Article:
[File photo] New Zealand. Photograph:( AFP )
In 2015, in the similarly nondescript surroundings of Hagley Oval in Christchurch, the two teams played the first match of the World Cup
There’s a slight sense of déjà vu about New Zealand versus Sri Lanka in Cardiff, game three of the ICC Cricket World Cup 2019.
In 2015, in the similarly nondescript surroundings of Hagley Oval in Christchurch, the two teams played the first match of the World Cup. Like Hagley Oval, Sophia Gardens is surrounded by a perimeter of thick trees, their dense foliage acting as a pleasant backdrop to a small ground which is, a day before the match, populated by the Sri Lankan and New Zealand cricket teams, a fistful of reporters, a few from the TV crew and of course an array of ICC support and hospitality staff.
For added effect, the sky above is nearing a slate grey much as it was a day before New Zealand and Sri Lanka began the last World Cup four years ago.
Yes, déjà vu alright.
But that’s where the similarities end, even though the Black Caps skipper Kane Williamson admits it is a bit of a coincidence that his team is again opening their World Cup campaign against Sri Lanka.
Four years ago, Williamson played the World Cup under the inspirational captaincy of Brendon McCullum and had a fairly muted tournament with the bat. McCullum is of course retired and Williamson is the captain of New Zealand, with a 34-29-2 record in ODIs.
His batting has remained as classy and dependable as it was under McCullum, and now Williamson will lead New Zealand against Sri Lanka in their opening match at Cardiff on Saturday.
Asked to look back at 2015, Williamson found the situation different but could identify a similar rush of positivity.
“Naturally a little bit different just being different seasons, I suppose. The last campaign we were playing a lot of cricket in our home summer, I guess in some ways preparing for the World Cup which was also at home,” he told reporters on Friday.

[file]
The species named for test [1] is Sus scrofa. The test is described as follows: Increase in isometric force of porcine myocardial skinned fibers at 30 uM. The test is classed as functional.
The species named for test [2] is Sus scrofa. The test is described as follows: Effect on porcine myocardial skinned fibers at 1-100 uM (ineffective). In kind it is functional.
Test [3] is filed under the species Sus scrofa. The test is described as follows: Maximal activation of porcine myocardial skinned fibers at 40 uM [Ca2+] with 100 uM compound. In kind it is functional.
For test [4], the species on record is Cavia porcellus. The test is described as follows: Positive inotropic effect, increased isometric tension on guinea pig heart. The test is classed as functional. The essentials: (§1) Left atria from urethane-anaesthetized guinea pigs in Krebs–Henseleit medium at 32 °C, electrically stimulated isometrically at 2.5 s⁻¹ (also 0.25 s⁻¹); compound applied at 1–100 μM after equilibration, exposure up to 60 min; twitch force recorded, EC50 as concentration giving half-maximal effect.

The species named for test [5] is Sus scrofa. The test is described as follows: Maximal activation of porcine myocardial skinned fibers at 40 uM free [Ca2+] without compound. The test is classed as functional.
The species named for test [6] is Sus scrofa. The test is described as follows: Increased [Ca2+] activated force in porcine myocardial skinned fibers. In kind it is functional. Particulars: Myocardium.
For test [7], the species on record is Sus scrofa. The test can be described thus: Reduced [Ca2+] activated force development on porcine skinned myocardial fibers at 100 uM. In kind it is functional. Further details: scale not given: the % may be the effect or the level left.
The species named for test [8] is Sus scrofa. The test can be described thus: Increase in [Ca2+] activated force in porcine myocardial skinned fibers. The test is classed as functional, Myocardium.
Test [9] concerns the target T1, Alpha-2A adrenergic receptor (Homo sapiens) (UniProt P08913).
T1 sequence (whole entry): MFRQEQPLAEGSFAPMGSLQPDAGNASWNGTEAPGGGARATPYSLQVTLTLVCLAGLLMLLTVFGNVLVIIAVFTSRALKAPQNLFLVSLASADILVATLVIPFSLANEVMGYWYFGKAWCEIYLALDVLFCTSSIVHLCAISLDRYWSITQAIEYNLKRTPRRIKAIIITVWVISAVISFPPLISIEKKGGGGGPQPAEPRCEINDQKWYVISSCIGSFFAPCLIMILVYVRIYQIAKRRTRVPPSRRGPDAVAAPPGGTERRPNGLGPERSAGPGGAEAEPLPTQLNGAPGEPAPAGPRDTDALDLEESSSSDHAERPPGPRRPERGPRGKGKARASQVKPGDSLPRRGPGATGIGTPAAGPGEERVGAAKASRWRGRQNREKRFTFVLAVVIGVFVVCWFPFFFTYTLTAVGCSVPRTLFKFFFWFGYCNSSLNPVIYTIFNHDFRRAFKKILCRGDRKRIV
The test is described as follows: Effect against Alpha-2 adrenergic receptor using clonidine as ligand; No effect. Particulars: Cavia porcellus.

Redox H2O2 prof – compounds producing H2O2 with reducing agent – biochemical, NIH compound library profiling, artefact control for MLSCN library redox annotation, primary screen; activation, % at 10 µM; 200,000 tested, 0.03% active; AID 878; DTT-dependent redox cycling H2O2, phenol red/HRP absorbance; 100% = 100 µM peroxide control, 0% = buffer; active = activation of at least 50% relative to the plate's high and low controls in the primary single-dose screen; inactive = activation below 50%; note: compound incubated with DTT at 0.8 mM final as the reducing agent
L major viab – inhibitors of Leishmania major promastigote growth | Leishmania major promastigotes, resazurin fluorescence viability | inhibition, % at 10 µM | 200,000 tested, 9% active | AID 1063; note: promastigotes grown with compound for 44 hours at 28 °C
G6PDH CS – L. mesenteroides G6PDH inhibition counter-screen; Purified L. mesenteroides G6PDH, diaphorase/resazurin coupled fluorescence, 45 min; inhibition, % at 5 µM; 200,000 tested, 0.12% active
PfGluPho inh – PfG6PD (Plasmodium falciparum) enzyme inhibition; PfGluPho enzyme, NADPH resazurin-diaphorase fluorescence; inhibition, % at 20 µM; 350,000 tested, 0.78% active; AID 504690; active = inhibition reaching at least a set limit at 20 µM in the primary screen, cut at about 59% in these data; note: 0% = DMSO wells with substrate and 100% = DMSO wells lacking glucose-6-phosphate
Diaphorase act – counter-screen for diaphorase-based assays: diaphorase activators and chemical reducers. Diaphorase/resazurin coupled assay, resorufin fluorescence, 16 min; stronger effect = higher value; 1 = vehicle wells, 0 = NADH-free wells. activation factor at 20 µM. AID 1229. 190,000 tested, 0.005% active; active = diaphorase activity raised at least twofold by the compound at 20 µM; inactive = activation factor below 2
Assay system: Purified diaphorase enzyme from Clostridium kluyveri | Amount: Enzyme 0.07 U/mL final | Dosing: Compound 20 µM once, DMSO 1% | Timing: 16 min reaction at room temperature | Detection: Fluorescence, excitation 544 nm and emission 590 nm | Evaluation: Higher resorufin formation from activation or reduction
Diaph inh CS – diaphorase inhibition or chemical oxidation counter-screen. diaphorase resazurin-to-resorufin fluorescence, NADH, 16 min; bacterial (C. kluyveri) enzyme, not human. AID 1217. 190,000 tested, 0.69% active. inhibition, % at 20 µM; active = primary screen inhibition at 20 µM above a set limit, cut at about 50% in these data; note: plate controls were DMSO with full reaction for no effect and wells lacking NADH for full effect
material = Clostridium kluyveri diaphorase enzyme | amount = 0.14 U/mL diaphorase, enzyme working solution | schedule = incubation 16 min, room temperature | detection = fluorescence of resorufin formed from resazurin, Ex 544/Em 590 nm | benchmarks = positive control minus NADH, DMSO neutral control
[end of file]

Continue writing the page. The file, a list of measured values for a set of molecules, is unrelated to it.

“Being over in this part of the world heading into winter at home meant it was a little bit different. We had IPL guys who were playing cricket in different parts, which was a good thing, and so we were able to make sure we were getting cricket in. There was some cricket in Australia. Everybody was playing, which was nice. I guess the difference between playing months together and then going into World Cup versus perhaps not and guys being quite excited to get back together as a group is still a positive thing.
“It [2015 World Cup] was a lot of fun and we really enjoyed that tournament. I guess we come to now and so many things are different and have changed and different personnel on both sides. I guess it’s coincidence that we’re playing each other again in our first matches. But, yeah, the focus is very much on our team, the sort of cricket that we want to be playing, the attitudes we want to be taking into the first match, and that’s where we’ll place our importance.”
New Zealand go into the World Cup after gap of a few months, having ended their home season in February. This year, in ODIs, they have swept Sri Lanka and Bangladesh 3-0 and lost to India 1-4, all at home. Post the Bangladesh series, some of their players went to play in the IPL. They are back together in England, having beaten India and lost to New Zealand in their two World Cup warm-ups.
Their opponents, Sri Lanka, have in 2019 been whitewashed by South Africa 0-5 after the winless tour of New Zealand. Most recently, they won an ODI against Scotland. They are a team flying very low under the radar, chiefly because of poor form and inconsistency, chopping and changing and the fact that their new captain, Dimuth Karuraratne had, before the aforementioned Scotland match, not played an ODI since the 2015 World Cup.
Smart man that he is, Williamson did not go anywhere near venturing to say that New Zealand have the upper hand over an opponent they last lost an ODI to in … wait for it … 2015.
“I don’t know how much the past really counts as we come into a tournament. It is on the day,” said Williamson. “We know in this competition that any team can beat any of the other teams, so we’re certainly treating all our matches like that. We want to bring the focus back to the cricket we want to play day in and day out.
“Naturally when you go through the tournament you play one country and you might have two or three days, play another country on another surface, and you’re trying to, I guess, stay up-to-date with the different I suppose plans that you’re adjusting with the different opposition.
“But our focus is much about the cricket that we want to play. We know the Sri Lankan side is a little bit different to the one we played at home, but we have no doubt they’re a tough side.”
So far, the sense of déjà vu lingers. Whether Sri Lanka smash that on Saturday with victory over New Zealand remains to be seen.
(This article was originally published on Cricket Country. Read the original article)